Aberdeenshire and Moray bring together the very best of Scotland. They have more of everything. There are more than 300 castles, including the Queen's residence Balmoral, over 30 malt whisky distilleries and some 60 superb golf courses. With all this set against a truly majestic backdrop of snow-capped mountains and wild coastal panoramas, it's little wonder that this corner of Scotland is now being heralded as one of the last great untapped cruise destinations in Europe.
Aberdeen Harbour will soon commence a multi-million pound expansion project, with construction planned to start in the Spring of 2017 and project completion expected as early as 2020.Read More
Within a square mile of Aberdeen Harbour you will find a whole host of useful services, including bus and rail stations, major retail malls and medical services. Aberdeen International Airport is just 7 miles from the Harbour.Read More
Deep in an ancient forest, beside a fast flowing river and perched on high dramatic cliffs. These are some of the spectacular settings for the area's 300 castles: there are more here per acre than anywhere else in the British Isles. These extraordinary buildings have inspired storytellers such as Robert Louis Stevenson and Bram Stoker - who conceived the idea for Dracula at the dramatic Slain's Castle. Craigievar is said to be the prototype for Walt Disney's fairytale castles. The area's most famous castle is Balmoral, described by Queen Victoria as “my dear paradise in the Highlands”. Aberdeen City is also home to some of the most beautiful parks - it is easy to see why Aberdeen has been a “Britain in Bloom champion” so many times.
Whether it's the toasted barley from the fertile farmlands, the ice-clear mountain water from burns and streams, the smoky peat from heath and moors, or simply the sparkling fresh air – the whisky distilleries are busy bottling the essence of this beautiful place. Head north for the world famous Glenlivet, Glenfiddich, Macallan, Balvenie and Cardhu distilleries, amongst others. Off the tourist track you'll find “The Secret Malts of Aberdeenshire”, such as Ardmore, Fettercairn, GlenDronach or Knockdhu distilleries, out on the coast for Glenglassaugh (its fans say you can taste the sea), or into the Cairngorms for Royal Lochnagar. This is one of the world's greatest authentic whisky locations, both in choice and setting.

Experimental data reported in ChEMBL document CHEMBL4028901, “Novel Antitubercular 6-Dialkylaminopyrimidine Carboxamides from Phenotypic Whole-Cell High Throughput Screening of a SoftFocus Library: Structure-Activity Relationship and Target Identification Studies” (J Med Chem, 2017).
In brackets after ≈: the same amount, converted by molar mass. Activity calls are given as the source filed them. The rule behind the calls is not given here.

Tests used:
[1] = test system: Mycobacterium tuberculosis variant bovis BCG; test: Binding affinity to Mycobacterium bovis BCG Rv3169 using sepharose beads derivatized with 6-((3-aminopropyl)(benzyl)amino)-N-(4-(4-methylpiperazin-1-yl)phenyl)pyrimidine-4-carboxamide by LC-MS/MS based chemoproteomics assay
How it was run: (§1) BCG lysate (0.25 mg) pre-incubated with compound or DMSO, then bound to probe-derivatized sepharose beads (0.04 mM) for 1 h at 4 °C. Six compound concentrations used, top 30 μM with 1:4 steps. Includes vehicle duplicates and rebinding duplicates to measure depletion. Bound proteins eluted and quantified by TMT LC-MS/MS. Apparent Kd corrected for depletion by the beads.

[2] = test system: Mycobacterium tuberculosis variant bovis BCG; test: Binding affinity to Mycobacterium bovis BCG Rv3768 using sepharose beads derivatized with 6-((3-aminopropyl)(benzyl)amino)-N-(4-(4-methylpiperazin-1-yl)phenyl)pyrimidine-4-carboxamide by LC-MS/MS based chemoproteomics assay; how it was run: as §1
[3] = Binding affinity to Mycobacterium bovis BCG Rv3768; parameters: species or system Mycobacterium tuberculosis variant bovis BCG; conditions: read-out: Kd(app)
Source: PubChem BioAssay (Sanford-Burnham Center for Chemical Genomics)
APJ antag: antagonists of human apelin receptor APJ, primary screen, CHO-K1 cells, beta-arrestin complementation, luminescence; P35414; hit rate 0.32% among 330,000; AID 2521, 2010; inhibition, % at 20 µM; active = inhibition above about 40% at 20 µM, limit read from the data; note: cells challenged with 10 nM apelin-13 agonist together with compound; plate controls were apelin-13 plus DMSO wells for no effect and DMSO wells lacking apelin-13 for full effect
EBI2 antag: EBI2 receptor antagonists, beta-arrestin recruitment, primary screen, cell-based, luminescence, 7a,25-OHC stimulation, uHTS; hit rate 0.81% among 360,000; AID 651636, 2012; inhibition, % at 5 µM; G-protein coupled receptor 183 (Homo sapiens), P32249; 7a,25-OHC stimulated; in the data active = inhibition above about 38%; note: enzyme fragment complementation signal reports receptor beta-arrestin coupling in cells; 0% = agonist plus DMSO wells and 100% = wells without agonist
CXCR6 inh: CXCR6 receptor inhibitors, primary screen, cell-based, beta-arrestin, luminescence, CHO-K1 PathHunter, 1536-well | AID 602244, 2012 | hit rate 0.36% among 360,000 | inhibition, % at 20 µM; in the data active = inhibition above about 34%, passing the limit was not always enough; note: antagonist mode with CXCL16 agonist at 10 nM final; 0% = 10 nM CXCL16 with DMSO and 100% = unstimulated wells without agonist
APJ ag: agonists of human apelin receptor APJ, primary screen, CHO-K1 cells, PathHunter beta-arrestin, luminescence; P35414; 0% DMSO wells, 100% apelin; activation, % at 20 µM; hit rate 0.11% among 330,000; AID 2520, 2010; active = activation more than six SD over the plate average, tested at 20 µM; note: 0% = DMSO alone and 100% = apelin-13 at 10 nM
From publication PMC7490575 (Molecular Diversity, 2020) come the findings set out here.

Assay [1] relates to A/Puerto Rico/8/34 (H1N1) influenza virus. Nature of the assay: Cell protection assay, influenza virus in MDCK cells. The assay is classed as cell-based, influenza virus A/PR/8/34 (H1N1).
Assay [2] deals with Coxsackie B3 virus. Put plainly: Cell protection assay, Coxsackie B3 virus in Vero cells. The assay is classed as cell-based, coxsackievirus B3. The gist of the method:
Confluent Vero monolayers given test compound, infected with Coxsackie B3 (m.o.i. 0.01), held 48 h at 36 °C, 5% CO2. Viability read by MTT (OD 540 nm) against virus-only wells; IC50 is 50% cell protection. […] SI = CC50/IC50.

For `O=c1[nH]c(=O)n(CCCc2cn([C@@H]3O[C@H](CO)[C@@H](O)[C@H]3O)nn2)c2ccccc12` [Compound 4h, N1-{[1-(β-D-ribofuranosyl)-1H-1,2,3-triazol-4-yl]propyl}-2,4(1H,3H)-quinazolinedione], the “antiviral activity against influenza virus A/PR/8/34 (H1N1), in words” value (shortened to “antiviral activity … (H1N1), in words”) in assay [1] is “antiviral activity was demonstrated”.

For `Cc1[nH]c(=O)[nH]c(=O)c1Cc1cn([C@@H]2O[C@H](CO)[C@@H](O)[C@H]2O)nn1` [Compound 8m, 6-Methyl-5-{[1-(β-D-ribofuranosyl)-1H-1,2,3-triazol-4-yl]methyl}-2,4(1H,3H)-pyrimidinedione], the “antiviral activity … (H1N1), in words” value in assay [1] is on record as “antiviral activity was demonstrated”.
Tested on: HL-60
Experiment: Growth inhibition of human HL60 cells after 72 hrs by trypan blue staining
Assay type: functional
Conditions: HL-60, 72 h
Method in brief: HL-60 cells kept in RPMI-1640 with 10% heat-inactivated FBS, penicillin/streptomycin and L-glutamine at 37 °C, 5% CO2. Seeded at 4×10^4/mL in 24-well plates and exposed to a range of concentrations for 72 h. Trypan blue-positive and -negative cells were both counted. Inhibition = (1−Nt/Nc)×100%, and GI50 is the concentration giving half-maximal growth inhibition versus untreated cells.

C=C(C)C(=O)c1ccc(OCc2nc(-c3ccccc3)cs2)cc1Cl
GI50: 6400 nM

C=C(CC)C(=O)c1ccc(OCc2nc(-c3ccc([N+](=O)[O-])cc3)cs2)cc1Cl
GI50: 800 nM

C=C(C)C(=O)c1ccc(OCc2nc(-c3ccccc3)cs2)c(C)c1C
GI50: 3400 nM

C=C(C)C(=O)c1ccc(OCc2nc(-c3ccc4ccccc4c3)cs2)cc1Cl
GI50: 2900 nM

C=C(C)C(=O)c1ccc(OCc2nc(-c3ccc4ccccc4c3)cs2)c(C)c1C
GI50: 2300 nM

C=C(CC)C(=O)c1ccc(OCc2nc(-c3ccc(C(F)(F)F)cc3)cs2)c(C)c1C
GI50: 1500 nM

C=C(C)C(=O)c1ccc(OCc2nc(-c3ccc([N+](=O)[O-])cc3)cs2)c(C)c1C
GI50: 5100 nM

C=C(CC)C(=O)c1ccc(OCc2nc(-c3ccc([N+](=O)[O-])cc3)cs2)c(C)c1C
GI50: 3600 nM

It feels like a deep dive into the ancient glens of the Cairngorms National Park, where the snow-fed River Dee starts its journey from the high peaked mountains to the sea. You can roam for miles across grand highland estates – beneath cathedral pines, by still, dark lochs, along crystal-clear rivers where salmon come to spawn. There are legends to be scaled – the Old Man of Lochnagar, or walk the Lairig Ghru, keeping an ear tuned for Great Grey Man of Ben MacDhui. Hiking, shooting, bird watching, riding, mountain-biking, gliding and skiing, the possibilities are endless. Tread carefully to spot the rare protected capercaillie, pine marten, and red squirrel, and herds of red deer. Scan the skyline and you may see a golden eagle.
In the birthplace of golf, some areas of Scotland are still begging to be discovered. Great dunes stretch along Aberdeenshire's coast – some of them said to tower 100 feet high. In this extraordinary sandscape are some of the world's most challenging links courses. Here the skies are vast, the light clear, the air fresh. The panoramic views and elemental power can take a golfer's breath away. Inland are dozens of parkland courses –among forests and glens, in castle grounds and alongside fast-flowing rivers. This is stirring stuff.